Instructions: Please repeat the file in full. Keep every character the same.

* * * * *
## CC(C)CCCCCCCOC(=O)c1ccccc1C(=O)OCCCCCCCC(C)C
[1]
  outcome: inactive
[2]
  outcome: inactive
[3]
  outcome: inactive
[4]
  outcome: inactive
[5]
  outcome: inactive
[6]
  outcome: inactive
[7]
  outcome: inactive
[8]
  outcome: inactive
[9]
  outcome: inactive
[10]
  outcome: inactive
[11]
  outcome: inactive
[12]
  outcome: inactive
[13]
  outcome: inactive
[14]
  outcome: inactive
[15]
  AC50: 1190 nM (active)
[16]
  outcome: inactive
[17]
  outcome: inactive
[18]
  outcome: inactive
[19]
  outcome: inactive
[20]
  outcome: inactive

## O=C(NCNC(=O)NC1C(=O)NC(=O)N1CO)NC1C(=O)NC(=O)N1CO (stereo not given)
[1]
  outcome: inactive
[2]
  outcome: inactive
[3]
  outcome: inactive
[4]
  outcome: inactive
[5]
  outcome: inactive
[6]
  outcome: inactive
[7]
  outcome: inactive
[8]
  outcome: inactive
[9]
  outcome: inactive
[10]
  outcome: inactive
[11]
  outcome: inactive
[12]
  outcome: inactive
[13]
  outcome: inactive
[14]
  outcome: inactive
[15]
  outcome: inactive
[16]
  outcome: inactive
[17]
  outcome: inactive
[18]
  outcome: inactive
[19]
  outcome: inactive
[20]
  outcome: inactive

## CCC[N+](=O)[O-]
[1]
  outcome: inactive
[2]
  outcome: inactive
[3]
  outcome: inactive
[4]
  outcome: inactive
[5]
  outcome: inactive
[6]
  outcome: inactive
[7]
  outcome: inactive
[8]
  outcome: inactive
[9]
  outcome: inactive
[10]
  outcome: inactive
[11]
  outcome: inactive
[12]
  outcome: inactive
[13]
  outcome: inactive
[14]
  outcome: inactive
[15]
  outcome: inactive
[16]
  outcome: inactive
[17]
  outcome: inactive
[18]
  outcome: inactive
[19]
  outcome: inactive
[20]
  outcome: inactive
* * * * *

## CC(C)CCCCCCCOC(=O)c1ccccc1C(=O)OCCCCCCCC(C)C
[1]
  outcome: inactive
[2]
  outcome: inactive
[3]
  outcome: inactive
[4]
  outcome: inactive
[5]
  outcome: inactive
[6]
  outcome: inactive
[7]
  outcome: inactive
[8]
  outcome: inactive
[9]
  outcome: inactive
[10]
  outcome: inactive
[11]
  outcome: inactive
[12]
  outcome: inactive
[13]
  outcome: inactive
[14]
  outcome: inactive
[15]
  AC50: 1190 nM (active)
[16]
  outcome: inactive
[17]
  outcome: inactive
[18]
  outcome: inactive
[19]
  outcome: inactive
[20]
  outcome: inactive

## O=C(NCNC(=O)NC1C(=O)NC(=O)N1CO)NC1C(=O)NC(=O)N1CO (stereo not given)
[1]
  outcome: inactive
[2]
  outcome: inactive
[3]
  outcome: inactive
[4]
  outcome: inactive
[5]
  outcome: inactive
[6]
  outcome: inactive
[7]
  outcome: inactive
[8]
  outcome: inactive
[9]
  outcome: inactive
[10]
  outcome: inactive
[11]
  outcome: inactive
[12]
  outcome: inactive
[13]
  outcome: inactive
[14]
  outcome: inactive
[15]
  outcome: inactive
[16]
  outcome: inactive
[17]
  outcome: inactive
[18]
  outcome: inactive
[19]
  outcome: inactive
[20]
  outcome: inactive

## CCC[N+](=O)[O-]
[1]
  outcome: inactive
[2]
  outcome: inactive
[3]
  outcome: inactive
[4]
  outcome: inactive
[5]
  outcome: inactive
[6]
  outcome: inactive
[7]
  outcome: inactive
[8]
  outcome: inactive
[9]
  outcome: inactive
[10]
  outcome: inactive
[11]
  outcome: inactive
[12]
  outcome: inactive
[13]
  outcome: inactive
[14]
  outcome: inactive
[15]
  outcome: inactive
[16]
  outcome: inactive
[17]
  outcome: inactive
[18]
  outcome: inactive
[19]
  outcome: inactive
[20]
  outcome: inactive